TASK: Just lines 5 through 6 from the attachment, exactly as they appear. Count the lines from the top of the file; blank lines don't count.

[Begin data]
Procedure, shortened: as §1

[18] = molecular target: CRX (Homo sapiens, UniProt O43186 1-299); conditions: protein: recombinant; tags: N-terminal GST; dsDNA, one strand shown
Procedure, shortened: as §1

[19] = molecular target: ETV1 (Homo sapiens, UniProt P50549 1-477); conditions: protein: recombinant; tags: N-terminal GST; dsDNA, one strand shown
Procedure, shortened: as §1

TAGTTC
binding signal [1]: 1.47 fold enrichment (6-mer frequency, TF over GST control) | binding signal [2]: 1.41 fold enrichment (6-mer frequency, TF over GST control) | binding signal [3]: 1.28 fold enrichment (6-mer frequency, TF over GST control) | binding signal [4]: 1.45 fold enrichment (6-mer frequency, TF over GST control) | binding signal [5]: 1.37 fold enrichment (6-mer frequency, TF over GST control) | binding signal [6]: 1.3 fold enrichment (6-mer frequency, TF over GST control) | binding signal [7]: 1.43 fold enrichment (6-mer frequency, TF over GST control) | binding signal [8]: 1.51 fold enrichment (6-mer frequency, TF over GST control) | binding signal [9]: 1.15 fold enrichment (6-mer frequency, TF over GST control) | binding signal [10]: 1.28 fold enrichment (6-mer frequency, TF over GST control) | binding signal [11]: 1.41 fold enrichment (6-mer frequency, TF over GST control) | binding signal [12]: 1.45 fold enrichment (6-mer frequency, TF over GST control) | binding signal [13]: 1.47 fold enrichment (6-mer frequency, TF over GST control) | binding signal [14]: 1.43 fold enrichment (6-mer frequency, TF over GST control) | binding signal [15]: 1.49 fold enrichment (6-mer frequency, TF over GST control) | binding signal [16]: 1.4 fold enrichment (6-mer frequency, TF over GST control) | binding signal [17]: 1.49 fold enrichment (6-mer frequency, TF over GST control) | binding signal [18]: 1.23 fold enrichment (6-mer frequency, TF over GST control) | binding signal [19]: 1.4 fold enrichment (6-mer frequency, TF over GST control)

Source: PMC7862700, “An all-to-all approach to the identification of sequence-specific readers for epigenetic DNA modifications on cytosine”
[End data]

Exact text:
Procedure, shortened: as §1

TAGTTC